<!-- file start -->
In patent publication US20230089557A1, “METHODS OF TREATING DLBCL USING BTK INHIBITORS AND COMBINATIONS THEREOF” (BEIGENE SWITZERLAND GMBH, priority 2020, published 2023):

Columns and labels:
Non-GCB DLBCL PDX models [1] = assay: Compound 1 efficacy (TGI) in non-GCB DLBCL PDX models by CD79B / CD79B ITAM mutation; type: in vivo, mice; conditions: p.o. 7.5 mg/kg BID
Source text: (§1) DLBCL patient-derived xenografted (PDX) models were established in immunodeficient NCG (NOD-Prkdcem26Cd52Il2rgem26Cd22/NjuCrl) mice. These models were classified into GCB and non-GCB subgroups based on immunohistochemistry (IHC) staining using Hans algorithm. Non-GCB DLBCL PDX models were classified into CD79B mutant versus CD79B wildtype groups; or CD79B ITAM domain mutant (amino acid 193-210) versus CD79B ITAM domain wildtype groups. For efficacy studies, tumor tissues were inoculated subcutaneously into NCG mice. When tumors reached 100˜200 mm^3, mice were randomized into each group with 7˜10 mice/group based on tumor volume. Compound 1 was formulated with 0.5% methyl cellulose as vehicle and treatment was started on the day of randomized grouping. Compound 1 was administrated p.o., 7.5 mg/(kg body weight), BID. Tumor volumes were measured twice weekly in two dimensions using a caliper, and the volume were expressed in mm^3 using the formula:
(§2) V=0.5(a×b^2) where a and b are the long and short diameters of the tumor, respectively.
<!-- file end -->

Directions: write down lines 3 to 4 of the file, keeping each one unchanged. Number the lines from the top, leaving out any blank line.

Non-GCB DLBCL PDX models [1] = assay: Compound 1 efficacy (TGI) in non-GCB DLBCL PDX models by CD79B / CD79B ITAM mutation; type: in vivo, mice; conditions: p.o. 7.5 mg/kg BID
Source text: (§1) DLBCL patient-derived xenografted (PDX) models were established in immunodeficient NCG (NOD-Prkdcem26Cd52Il2rgem26Cd22/NjuCrl) mice. These models were classified into GCB and non-GCB subgroups based on immunohistochemistry (IHC) staining using Hans algorithm. Non-GCB DLBCL PDX models were classified into CD79B mutant versus CD79B wildtype groups; or CD79B ITAM domain mutant (amino acid 193-210) versus CD79B ITAM domain wildtype groups. For efficacy studies, tumor tissues were inoculated subcutaneously into NCG mice. When tumors reached 100˜200 mm^3, mice were randomized into each group with 7˜10 mice/group based on tumor volume. Compound 1 was formulated with 0.5% methyl cellulose as vehicle and treatment was started on the day of randomized grouping. Compound 1 was administrated p.o., 7.5 mg/(kg body weight), BID. Tumor volumes were measured twice weekly in two dimensions using a caliper, and the volume were expressed in mm^3 using the formula: